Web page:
March 12, 2012, 3:19 PM —
Numbers aren't precise because reporting is spotty, but cell-phone users lose something like 70 million phones per year in the U.S. – about 30 percent of all the phones in use at any given time.
Only seven percent are recovered according to a study published recently by Kensington, which makes locks for mobile devices.
A lot of those devices have valuable data on them, but most aren't protected in even rudimentary ways, the Kensington study showed.
Only 57 percent had any security, but 60 percent have confidential contact lists, emails, Internet and security codes and credentials for business apps or mobile-payment services.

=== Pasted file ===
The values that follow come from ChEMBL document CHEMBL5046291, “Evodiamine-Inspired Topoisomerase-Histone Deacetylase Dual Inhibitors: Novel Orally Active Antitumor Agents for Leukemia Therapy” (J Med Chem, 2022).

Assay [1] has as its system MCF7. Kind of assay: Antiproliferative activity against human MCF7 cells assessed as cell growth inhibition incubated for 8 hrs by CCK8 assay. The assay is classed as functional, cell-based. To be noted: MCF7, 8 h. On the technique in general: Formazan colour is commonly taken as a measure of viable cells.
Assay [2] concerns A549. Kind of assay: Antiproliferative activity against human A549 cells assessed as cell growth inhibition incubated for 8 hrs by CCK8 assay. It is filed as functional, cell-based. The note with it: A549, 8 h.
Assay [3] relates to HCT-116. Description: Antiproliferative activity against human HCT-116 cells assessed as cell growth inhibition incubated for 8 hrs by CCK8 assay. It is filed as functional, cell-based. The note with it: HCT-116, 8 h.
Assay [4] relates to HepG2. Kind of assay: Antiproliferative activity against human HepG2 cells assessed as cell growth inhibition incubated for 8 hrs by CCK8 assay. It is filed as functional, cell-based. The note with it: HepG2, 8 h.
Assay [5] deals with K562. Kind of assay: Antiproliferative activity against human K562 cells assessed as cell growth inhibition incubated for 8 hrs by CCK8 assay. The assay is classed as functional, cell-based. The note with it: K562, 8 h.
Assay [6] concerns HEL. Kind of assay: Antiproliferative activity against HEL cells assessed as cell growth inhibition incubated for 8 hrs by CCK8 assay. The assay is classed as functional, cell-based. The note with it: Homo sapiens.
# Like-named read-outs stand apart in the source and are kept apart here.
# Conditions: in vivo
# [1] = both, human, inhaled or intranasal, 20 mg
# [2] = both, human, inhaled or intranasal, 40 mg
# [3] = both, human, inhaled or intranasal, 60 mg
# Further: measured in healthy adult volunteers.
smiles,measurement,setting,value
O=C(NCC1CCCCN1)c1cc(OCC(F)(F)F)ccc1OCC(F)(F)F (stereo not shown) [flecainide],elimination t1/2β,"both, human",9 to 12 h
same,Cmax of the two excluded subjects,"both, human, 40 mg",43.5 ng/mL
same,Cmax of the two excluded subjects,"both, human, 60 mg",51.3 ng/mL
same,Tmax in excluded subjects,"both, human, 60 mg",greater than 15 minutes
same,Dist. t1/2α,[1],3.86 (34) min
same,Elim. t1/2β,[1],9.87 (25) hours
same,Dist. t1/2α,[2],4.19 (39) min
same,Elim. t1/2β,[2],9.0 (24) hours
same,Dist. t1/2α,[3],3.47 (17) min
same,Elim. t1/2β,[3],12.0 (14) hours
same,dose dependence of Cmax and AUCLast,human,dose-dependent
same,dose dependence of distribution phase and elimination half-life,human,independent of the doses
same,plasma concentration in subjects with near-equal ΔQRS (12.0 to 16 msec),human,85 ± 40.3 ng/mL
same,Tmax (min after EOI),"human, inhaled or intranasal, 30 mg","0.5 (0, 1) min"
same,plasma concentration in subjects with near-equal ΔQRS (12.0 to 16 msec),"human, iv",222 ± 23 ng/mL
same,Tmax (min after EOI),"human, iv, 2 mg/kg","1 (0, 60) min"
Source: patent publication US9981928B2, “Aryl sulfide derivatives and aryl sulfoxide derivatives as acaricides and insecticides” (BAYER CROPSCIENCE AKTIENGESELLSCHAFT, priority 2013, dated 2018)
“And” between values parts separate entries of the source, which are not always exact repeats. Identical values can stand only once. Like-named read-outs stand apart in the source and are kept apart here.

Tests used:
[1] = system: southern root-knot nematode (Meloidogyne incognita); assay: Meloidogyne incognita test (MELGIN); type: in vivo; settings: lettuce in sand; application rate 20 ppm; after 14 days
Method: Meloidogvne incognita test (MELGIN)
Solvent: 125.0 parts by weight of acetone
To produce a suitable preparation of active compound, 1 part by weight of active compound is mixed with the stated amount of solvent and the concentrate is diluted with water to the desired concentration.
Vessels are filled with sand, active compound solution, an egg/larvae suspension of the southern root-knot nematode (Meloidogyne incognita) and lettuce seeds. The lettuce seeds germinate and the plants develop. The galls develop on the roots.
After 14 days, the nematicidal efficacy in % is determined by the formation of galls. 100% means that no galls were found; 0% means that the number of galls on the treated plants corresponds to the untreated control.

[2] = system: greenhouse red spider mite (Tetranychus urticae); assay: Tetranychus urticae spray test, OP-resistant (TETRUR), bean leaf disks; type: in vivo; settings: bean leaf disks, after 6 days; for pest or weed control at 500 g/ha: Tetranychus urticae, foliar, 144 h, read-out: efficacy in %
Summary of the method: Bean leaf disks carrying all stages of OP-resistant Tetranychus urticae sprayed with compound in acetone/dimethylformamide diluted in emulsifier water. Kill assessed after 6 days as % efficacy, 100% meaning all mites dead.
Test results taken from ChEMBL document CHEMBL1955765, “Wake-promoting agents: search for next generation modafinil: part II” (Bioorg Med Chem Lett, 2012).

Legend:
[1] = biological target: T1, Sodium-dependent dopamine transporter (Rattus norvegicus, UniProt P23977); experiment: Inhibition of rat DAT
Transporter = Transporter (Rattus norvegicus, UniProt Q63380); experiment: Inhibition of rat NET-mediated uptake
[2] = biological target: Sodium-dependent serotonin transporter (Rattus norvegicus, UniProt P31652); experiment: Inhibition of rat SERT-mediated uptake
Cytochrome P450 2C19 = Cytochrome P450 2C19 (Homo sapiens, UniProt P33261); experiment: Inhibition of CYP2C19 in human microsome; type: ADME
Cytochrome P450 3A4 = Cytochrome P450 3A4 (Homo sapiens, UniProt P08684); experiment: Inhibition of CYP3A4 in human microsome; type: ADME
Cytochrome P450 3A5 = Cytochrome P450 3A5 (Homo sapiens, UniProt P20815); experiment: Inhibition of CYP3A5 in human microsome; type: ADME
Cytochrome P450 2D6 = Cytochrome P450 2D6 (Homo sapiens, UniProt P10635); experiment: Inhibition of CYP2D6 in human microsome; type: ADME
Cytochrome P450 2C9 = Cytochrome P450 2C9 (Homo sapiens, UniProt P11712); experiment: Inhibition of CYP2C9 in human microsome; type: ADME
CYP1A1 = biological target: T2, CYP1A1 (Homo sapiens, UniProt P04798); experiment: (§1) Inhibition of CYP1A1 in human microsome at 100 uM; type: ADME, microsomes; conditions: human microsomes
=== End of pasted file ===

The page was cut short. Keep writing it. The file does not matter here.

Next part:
The data on a smartphone is valuable enough and the headaches involved in recovering it are big enough that 50 percent of Americans would rather give up all of a year's vacation time than lose all the files on a computer or other mobile device, according to a study published in November by online storage company Carbonite.
(Twenty-three percent would give up their cell phone for a month to avoid losing data on a laptop, which just begs the question of whether laptops or cell phones are more valuable to the people who have just lost one or the other.)